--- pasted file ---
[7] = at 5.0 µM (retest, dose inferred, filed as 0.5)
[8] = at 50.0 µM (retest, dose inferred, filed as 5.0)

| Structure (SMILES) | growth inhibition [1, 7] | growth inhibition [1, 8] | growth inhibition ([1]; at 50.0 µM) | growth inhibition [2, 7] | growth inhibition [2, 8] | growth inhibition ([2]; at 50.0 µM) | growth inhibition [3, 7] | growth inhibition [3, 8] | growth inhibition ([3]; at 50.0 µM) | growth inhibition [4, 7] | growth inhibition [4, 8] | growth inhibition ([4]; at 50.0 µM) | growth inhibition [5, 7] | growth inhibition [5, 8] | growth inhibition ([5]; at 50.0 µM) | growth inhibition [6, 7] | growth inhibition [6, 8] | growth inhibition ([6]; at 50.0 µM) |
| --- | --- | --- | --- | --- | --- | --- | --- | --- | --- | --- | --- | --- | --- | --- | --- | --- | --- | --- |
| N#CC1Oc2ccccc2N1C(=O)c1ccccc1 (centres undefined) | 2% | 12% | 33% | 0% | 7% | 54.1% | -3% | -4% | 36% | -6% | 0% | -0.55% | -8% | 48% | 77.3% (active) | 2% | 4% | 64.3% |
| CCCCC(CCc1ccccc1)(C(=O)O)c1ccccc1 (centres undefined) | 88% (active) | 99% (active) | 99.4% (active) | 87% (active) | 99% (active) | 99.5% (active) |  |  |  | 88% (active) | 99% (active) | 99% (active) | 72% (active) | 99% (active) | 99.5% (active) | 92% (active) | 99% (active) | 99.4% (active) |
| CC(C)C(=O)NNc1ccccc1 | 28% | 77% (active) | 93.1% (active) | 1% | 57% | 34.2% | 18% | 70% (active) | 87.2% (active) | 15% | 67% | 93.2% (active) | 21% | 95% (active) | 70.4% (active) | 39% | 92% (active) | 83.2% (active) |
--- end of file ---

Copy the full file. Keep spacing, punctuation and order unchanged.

[7] = at 5.0 µM (retest, dose inferred, filed as 0.5)
[8] = at 50.0 µM (retest, dose inferred, filed as 5.0)

| Structure (SMILES) | growth inhibition [1, 7] | growth inhibition [1, 8] | growth inhibition ([1]; at 50.0 µM) | growth inhibition [2, 7] | growth inhibition [2, 8] | growth inhibition ([2]; at 50.0 µM) | growth inhibition [3, 7] | growth inhibition [3, 8] | growth inhibition ([3]; at 50.0 µM) | growth inhibition [4, 7] | growth inhibition [4, 8] | growth inhibition ([4]; at 50.0 µM) | growth inhibition [5, 7] | growth inhibition [5, 8] | growth inhibition ([5]; at 50.0 µM) | growth inhibition [6, 7] | growth inhibition [6, 8] | growth inhibition ([6]; at 50.0 µM) |
| --- | --- | --- | --- | --- | --- | --- | --- | --- | --- | --- | --- | --- | --- | --- | --- | --- | --- | --- |
| N#CC1Oc2ccccc2N1C(=O)c1ccccc1 (centres undefined) | 2% | 12% | 33% | 0% | 7% | 54.1% | -3% | -4% | 36% | -6% | 0% | -0.55% | -8% | 48% | 77.3% (active) | 2% | 4% | 64.3% |
| CCCCC(CCc1ccccc1)(C(=O)O)c1ccccc1 (centres undefined) | 88% (active) | 99% (active) | 99.4% (active) | 87% (active) | 99% (active) | 99.5% (active) |  |  |  | 88% (active) | 99% (active) | 99% (active) | 72% (active) | 99% (active) | 99.5% (active) | 92% (active) | 99% (active) | 99.4% (active) |
| CC(C)C(=O)NNc1ccccc1 | 28% | 77% (active) | 93.1% (active) | 1% | 57% | 34.2% | 18% | 70% (active) | 87.2% (active) | 15% | 67% | 93.2% (active) | 21% | 95% (active) | 70.4% (active) | 39% | 92% (active) | 83.2% (active) |